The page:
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Burnout is when we reach a point of exhaustion as a result of overworking. Most women, particularly working women, will experience burnout sometime in their lifetime owing to a lack of work-life balance or an uneven split of household responsibilities. I’ve been married for 5 years. Only recently, I came to the realisation that the main reason for my intermittent burnout was actually me, the way my brain works and subconscious guilt. Not my profession, not my workplace and most certainly, not my husband. All long, IT WAS ME.
I work full-time and I spend around two and a half hours each day just driving as a result of my long commute with unbearable traffic. Most days I felt drained by the time I reached home, but I still did most of the cooking. By the time the kitchen department gets closed it would be 8.30pm, leaving me just under an hour until it’s bedtime again. Many times I would notice myself doing way more than I could physically handle. Even on weekends, I wouldn’t rest. I found myself doing so many tasks all at the same time – vacuum cleaning, kitchen cleaning, bathroom cleaning, you name it. Before I knew it, that was my precious Saturday and Sunday gone. But I have to be truthful. My husband is like my right hand. He always comes forward to help, but it was me who actively kept refusing because of guilt. I would end up saying “no, it’s ok, I’ll do it.”
As time went by, I began to contemplate. I thought to myself, what am I feeling guilty for? Why should I feel guilty for allowing a man to do the chores? It’s his house too, right? Having been born and brought up in India and then moving to the United Kingdom has given me the advantage of experiencing both cultures. Whether it be family, friends or colleagues, there exists three categories of women I interact with in my life. White-British women, British-Indian women and Indian women based in India. To this day, I have never come across a single white-british friend of mine who has raised a conversation with me about burnout. It’s always been Indian women. Wondering why? It’s because white-british women are not conditioned in that way. However, from a young age, Indian women are conditioned to think that their one and only priority in life should be marriage, children and the overall smooth-running of the house. How many of you can relate to this? Indian women barely go out socialising because of feeling guilty for leaving the house. Even on the odd occasion when we do go out, there is that constant thought of what’s happening at home. The continuous cycle of questions at the back of our minds, not allowing us to switch off even during our break. “Will everything be ok?” “Have my husband and children eaten?” “How will he/they manage alone, until I return?” The thought process excels at an exponential rate that we just end up rushing back home because of guilt. My husband has never asked me to rush back home, so let me reiterate. All along, IT WAS ME.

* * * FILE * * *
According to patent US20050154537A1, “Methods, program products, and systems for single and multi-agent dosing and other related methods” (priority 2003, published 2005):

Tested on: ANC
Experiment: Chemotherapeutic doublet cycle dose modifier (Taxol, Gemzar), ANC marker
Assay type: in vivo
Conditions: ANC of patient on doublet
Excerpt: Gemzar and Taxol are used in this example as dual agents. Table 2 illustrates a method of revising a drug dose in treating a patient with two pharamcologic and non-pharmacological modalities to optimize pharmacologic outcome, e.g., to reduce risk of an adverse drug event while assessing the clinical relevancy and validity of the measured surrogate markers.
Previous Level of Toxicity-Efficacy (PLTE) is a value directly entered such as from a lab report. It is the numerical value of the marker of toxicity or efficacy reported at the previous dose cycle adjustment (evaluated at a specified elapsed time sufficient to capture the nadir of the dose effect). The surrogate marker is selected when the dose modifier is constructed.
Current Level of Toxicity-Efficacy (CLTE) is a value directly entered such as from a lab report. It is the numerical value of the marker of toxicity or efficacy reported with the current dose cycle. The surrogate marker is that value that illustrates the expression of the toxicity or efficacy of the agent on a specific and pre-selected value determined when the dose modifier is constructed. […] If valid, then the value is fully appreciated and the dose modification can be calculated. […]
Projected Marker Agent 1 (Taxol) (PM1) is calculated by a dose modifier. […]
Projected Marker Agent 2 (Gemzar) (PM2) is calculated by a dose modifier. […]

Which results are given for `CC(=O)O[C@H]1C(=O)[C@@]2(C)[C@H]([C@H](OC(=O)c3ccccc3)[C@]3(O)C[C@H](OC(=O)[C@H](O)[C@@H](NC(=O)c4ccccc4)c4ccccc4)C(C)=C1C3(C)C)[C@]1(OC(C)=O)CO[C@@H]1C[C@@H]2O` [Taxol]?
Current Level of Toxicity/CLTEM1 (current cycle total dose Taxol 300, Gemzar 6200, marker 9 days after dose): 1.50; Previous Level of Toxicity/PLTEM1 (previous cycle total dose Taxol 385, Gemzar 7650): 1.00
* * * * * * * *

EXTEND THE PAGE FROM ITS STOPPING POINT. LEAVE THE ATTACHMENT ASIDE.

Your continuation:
Let’s take a pause and think about who has been responsible for our conditioning? We are in 2023, but to this day, a woman’s primary enemy has always been another woman. Not a man. The same women who go through the suffering, entertain the suffering, ultimately converting the next generation of women, to also continue suffering in the same way. Whenever I interact with family members, particularly the women, they always like to ask me unidirectional questions. For example, if I’m on a WhatsApp video call, and my husband happens to walk through the front door after coming back from work, the immediate question I would be struck with is, “Have you made a cup of coffee for him?” “Oh poor guy, he will be tired and hungry, is dinner ready for him?” However, during these 5 years of my marriage, not a single person has ever thought to ask him the same questions when I have walked through that door, tired and hungry from a commute that is at least twice as long as his. The funny thing is, he in fact always makes sure I am well fed after a tired day at work and cares for me exactly the way I want him to. So, my frustration is not towards him at all. What triggers me is how the relations around me perceive it. That’s how the conditioning begins. Everything he does is fully visible but everything I do is simply unseen. Most Indian women barely get any appreciation for the amount of work they do. Let’s take cooking for example. Even if we make a variety of dishes with a complex set of recipes, there will be no recognition for it. However, if our male counterparts cook even a fairly straightforward dish, it’s treated like a groundbreaking achievement. Unnecessary pampering and gender bias at its finest.
That brings me to the top tips that I want to share with my fellow Indian women to avoid burnout:
Burnout as a result of uneven split in household responsibilities is applicable to all women around the world but a large proportion of victims are Indian women. Thanks to a society built and still thriving on outdated patriarchal ideologies. Far too many women have been brushing it under the carpet for centuries, and it’s high time we decondition from all that guilt.
I'm Dr Shalini Moorthy. I was born in Chennai, India. I moved to the United Kingdom during my childhood as a first generation immigrant with my parents. I finished my PhD in 2019 in read more...
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